Disney (NYSE:DIS) cannot seem to get a fair shake in this market. Despite a very successful 2015 with double digit EPS growth the stock sold off and hit a low of about $88. Even now the stock trades 18% below its 52 week high and 14% above its low. What has investors so worried about the entertainment giant? I'm getting in while the getting is good.
Every business comes with their share of issues, Disney is no exception. The primary concern for investors that are bearish on Disney seems to be with ESPN and the "cord-cutting" trend that is impacting them currently. At their March shareholder meeting in California CEO Bob Iger fielded many questions from investors over the health of their ESPN branch. For their last quarter the Media Networks segment, of which ESPN is a part of, lost 6% in operating income and revenues.
With ESPN negatively impacting the broader company Disney has taken steps to offer the content separate from traditional pay-TV services. In early March, Sony (NYSE:SNE) announced that their Vue service would offer ESPN alongside the other Disney offerings at just $39.99 a month. The sports network is also available on Sling and Apple (NASDAQ:AAPL) is seeking to add ESPN to its slimmed down TV packages available over Apple TV. There are still many levers for the company to pull before investors should consider ESPN a lost cause.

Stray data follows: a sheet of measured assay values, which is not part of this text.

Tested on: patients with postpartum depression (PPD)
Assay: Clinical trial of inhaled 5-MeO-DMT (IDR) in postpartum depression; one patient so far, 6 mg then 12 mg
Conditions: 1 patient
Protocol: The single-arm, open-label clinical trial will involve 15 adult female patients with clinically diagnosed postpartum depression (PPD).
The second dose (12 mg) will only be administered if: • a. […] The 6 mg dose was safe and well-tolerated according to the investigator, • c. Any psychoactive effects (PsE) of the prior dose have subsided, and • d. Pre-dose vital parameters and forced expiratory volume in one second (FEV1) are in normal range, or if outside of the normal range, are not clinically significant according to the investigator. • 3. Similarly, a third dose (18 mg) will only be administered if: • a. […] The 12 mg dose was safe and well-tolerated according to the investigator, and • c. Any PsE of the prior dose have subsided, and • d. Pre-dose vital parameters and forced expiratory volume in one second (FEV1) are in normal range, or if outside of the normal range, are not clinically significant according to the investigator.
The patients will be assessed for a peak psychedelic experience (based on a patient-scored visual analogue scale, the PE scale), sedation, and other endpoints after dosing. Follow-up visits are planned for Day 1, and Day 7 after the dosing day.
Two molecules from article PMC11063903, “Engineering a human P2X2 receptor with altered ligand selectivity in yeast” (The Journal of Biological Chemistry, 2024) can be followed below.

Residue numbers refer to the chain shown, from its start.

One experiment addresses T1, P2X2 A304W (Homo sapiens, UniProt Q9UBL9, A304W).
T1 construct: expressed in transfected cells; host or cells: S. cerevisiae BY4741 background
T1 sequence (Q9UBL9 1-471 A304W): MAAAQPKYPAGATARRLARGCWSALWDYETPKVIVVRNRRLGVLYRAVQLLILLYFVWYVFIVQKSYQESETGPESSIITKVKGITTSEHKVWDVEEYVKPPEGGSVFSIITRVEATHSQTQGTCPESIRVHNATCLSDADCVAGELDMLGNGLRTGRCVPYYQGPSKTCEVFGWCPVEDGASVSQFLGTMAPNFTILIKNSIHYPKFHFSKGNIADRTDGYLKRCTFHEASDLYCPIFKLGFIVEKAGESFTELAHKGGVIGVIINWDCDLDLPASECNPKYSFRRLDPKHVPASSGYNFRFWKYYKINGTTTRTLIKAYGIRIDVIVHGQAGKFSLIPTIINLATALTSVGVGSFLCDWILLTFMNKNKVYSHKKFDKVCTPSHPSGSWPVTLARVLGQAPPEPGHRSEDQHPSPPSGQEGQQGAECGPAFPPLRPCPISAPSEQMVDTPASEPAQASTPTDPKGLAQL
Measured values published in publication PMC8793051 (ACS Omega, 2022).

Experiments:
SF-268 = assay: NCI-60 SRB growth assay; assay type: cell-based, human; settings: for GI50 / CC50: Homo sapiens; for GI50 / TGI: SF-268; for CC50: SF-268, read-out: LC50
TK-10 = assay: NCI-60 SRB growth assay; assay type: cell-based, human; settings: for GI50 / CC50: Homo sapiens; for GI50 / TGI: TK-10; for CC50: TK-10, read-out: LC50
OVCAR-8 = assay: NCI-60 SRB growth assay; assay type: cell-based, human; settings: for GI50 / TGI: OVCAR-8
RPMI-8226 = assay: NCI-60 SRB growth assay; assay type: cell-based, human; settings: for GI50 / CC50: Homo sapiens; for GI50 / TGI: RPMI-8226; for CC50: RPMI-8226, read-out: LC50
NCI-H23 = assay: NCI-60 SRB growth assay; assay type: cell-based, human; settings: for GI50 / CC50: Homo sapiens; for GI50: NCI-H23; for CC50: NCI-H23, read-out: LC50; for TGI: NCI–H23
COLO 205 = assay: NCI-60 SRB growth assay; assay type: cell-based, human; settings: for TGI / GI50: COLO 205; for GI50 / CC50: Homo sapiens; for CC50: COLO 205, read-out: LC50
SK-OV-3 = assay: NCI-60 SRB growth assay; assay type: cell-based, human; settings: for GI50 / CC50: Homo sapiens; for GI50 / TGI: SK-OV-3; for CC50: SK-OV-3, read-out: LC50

Another principle concern investors have with Disney is the future loss of Bob Iger. Mr. Iger has been the individual most responsible for Disney's rapid growth in recent years having spearheaded the acquisitions of Pixar in 2006, Marvel Entertainment in 2009 and Lucasfilm in 2012. All good things must come to an end, however, and in June 2018 he will hang it up. In the on-deck circle is Thomas Staggs, a Disney employee of over 25 years, and a man chosen by Iger himself likely with the blessing of the Disney family. Thomas Staggs has held both CFO and COO positions and his performance in both is what led to Mr. Iger choosing him. We must also remember how Mr. Iger came to be at Disney, with Walt's brother Roy leading a shareholder revolt that led to Michael Eisner's ouster in 2005. Should Mr. Staggs fail to meet shareholder and Disney family expectations I have little doubt another such revolt would not take place if need be.
The negatives at the company are strongly overshadowed by the positives. In December of 2012 the company closed out their $4.06 billion purchase of Lucasfilm, George Lucas' brainchild that gave us all the Star Wars franchise. Last year the world was finally given another Star Wars, and that film gave investors $1.87 billion in gross ticket sales for 2015 alone. The cash train for Star Wars has just left the station, with merchandising, DVD/Bluray sales, digital downloads and future licensing revenues still coming in it is safe to say that $4 billion was a great price.